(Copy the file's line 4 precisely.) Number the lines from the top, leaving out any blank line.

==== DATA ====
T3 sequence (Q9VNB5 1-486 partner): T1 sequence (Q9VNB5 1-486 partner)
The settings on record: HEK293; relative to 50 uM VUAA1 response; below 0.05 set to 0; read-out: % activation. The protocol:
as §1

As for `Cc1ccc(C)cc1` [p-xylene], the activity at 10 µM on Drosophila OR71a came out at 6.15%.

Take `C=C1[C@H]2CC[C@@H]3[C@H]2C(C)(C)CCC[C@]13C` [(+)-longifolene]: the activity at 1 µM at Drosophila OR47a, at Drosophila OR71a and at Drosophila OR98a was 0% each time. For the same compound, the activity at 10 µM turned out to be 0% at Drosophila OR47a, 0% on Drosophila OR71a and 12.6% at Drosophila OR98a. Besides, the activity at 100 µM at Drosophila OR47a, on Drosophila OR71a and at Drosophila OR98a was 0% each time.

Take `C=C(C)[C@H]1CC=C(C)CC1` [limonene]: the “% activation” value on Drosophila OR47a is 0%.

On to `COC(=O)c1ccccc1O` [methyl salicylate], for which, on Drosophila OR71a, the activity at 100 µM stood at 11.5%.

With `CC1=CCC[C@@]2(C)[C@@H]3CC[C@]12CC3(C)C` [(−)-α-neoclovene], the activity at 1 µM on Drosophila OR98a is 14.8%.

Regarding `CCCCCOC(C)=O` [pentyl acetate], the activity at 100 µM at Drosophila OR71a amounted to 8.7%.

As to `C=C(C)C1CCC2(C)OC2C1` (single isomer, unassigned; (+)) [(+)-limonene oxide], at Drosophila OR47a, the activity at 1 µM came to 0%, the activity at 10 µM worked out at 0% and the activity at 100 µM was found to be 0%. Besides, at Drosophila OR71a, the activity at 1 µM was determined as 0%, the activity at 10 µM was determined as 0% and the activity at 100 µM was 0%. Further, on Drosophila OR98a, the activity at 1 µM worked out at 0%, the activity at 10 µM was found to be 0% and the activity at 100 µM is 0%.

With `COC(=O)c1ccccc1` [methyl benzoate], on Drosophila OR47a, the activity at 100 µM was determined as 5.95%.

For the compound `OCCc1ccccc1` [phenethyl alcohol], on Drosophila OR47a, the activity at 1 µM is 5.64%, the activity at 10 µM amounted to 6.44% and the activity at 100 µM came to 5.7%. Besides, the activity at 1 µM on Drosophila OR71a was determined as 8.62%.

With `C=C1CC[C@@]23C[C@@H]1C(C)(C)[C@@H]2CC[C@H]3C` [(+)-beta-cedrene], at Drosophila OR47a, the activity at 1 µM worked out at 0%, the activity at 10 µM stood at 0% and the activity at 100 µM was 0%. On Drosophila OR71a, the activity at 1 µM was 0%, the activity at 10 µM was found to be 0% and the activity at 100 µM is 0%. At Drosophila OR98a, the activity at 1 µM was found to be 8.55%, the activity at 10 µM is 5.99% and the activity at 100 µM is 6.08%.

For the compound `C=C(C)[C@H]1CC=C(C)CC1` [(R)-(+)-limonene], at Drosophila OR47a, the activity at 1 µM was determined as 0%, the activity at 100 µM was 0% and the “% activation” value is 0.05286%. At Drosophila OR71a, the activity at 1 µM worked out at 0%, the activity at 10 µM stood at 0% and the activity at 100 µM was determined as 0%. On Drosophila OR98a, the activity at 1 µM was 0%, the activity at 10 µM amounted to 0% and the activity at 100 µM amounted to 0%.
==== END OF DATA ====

As for `Cc1ccc(C)cc1` [p-xylene], the activity at 10 µM on Drosophila OR71a came out at 6.15%.